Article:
Forget things always being bigger in Texas. Say hello to Georgia's "Hogzilla."

Terri Schiavo

Professor Bainbridge has an excellent post on the ideological tug-of-war facing Catholics who are also small-government conservatives presented by the Terri Schiavo situation. The culture of life versus non-interference by the government.

Like the good professor concludes, I think the scales should tip in favor of the life of the innocent individual. One issue I can't seem to get my arms around is the "dying with dignity" aspect that proponents of killing Terri (by starvation and dehydration) tout as "humane." This argument might hold some weight if Terri was dying already and in severe pain. What is misleading about the "dying with dignity" argument is, well, she isn't dying. Ms. Schiavo is in a persistent vegetative state (PSV) wherein her brain is lacking in major functions, such as the ability to control voluntary functions or exercise awareness of her surroundings (and some say, even her existence). Regardless of the symptoms, Ms. Schiavo is still a living, breathing, not-dying human being. She's getting along quite well, actually. In fact, she could live for many more years and conceivably die of old age. This being the case, how could removing her from feeding and hydration be anything but an unlawful killing of a human being? Oh...the law is sanctioning it!

One other thing, why is that convicts on death row have their execution stayed when they're appealing their conviction, but the courts have ordered the blameless Ms. Schiavo's starvation and dehydration continued while her emergency appeals are prepared and argued? Again, this is "dying with dignity"?!

Finally, whatever happened to the Great Chain of Being, where an onion now ranks higher than a person?

Monday, March 21, 2005

Those Pesky Legislatures

An unintentionally hilarious editorial in today's New York Times gives yet another window into the bizarre world of left-wing thought.

Since Chief Justice William Rehnquist's cancer became public knowledge, the media has been in a tizzy over who would succeed him should he resign, or worse, die. Tops on most lists in Justice Antonin Scalia, a known favorite of President Bush's. I count myself as a backer of Scalia's and find his opinions in general the most persuasive on the court. (The highlight of my law school career was an argument I coaxed him into during an in class appearance on whether the Federalist Papers are nothing more historical "legislative history"...Scalia being a fan of using the former but completely against citing the latter.) He, like the others, will wade into left field on occasion. But unlike most liberal justices who just seem to make stuff up out of thin air (read any of Justice Brennan's opinions for an example), Scalia will at least heavily cite his rationale, so you know he has at least made the effort to be consistent with law and precedent.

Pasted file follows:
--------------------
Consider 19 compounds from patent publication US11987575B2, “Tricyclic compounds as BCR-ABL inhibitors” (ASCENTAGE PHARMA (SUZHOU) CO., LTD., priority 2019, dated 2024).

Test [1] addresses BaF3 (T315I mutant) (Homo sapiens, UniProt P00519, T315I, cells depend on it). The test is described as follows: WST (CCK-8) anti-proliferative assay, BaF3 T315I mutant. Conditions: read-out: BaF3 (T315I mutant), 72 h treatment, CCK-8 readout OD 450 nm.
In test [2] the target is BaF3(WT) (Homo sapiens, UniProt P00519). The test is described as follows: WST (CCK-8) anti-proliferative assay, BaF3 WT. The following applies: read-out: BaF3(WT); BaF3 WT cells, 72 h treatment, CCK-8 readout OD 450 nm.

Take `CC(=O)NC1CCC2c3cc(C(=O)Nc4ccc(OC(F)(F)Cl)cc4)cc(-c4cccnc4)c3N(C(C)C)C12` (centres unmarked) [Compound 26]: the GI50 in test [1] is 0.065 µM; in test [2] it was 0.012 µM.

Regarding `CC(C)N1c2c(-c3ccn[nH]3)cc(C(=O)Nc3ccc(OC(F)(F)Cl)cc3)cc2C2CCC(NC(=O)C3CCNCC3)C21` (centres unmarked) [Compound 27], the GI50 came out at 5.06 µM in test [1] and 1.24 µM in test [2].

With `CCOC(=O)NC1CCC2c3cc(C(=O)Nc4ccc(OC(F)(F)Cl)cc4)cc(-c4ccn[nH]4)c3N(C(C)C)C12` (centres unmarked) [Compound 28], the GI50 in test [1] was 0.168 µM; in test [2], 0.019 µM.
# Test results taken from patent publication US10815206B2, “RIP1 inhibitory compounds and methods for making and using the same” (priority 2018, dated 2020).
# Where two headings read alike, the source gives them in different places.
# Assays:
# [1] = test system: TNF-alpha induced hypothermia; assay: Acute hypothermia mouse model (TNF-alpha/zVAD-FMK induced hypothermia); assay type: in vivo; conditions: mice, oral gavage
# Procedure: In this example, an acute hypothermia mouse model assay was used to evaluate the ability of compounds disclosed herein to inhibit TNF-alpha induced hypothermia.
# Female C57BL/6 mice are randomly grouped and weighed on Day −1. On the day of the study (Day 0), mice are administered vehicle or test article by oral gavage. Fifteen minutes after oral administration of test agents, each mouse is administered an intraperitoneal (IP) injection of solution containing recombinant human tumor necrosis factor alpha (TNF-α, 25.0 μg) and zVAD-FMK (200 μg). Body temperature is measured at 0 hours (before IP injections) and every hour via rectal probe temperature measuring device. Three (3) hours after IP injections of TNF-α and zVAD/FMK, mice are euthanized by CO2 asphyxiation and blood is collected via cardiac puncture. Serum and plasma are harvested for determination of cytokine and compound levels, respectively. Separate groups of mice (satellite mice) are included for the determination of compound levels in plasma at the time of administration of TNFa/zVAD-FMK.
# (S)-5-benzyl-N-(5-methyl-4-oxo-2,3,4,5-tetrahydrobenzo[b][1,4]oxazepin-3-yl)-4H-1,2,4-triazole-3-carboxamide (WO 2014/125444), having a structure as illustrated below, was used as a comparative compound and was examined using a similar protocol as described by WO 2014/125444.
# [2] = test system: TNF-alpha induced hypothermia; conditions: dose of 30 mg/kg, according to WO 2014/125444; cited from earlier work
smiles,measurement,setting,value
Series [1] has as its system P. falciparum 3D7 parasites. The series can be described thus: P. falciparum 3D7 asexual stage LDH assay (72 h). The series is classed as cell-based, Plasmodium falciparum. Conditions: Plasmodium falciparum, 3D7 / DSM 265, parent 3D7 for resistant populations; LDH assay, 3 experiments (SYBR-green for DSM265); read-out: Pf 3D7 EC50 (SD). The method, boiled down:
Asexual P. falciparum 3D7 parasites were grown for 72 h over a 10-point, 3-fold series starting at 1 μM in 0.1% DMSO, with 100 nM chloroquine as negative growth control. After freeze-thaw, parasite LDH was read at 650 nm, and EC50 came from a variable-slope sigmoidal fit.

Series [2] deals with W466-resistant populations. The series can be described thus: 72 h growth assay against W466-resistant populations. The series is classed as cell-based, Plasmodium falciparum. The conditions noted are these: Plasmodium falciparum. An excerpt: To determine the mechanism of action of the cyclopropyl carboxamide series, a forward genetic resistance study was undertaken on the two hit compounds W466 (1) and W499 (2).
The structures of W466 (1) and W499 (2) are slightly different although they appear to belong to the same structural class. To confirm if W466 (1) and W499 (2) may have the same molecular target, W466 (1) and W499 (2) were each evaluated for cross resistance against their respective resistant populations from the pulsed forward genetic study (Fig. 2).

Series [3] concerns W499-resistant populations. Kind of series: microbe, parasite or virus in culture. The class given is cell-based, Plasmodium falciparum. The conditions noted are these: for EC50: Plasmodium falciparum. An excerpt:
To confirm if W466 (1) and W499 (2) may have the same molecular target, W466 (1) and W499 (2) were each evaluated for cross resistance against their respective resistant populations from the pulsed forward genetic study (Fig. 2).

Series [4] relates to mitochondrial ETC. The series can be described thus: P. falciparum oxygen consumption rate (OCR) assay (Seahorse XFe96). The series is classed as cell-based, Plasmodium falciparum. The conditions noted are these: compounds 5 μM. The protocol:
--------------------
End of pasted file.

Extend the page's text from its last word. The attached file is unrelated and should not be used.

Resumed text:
One of Scalia's best reasoned opinions yet, IMHO, was his dissent in the recently decided Roper v. Simmons case. See my thoughts here.

Today's New York Times contained an editorial keeping up the drumbeat accusing Scalia of being a dangerous fanatic who wants to take everyone's rights away. Rights, of course, come not from the will of the people, but the robed justices on the court. Think I'm kidding? Well that is exactly the point of this editorial. From the get-go, the writer engages in hyperbole:

Some court-watchers say Justice Antonin Scalia is on a "charm offensive" to become the next chief justice. Then he must have been taking the day off when he gave a speech last week and lashed out at the Supreme Court's recent ruling striking down the death penalty for juveniles, and at the idea of a "living Constitution." There is nothing charming about his view that judges have no business considering the constitutionality of aspects of the death penalty, or that the Constitution should be frozen in time.

Justice Scalia has never said anything about judges "having no business considering the constitutionality of aspects of the death penalty." Scalia was arguing that the court remain consistent, because changing the meaning of laws repeatedly devalues their coercive effect and removes the legislature from its rightful place of making the laws demanded by the people.

Says Scalia:

The Court has appropriated from the American people the role of social arbiter. Thus, it strikes down longstanding policies and practices adopted through the democratic process on the grounds that five or more Justices personally don't approve.

Contrast this thought, which shouldn't be shocking for anyone who thinks we are living in a representative democracy, with the premise of the New York Times editorial:

The implications of Justice Scalia's remarks are sweeping. Many of the most central principles of American constitutional law - from the right to a court-appointed lawyer to the right to buy contraception - have emerged from the court's evolving sense of the meaning of constitutional clauses. Justice Scalia seems to be suggesting that many, or perhaps all, of these rights should exist only at the whim of legislatures.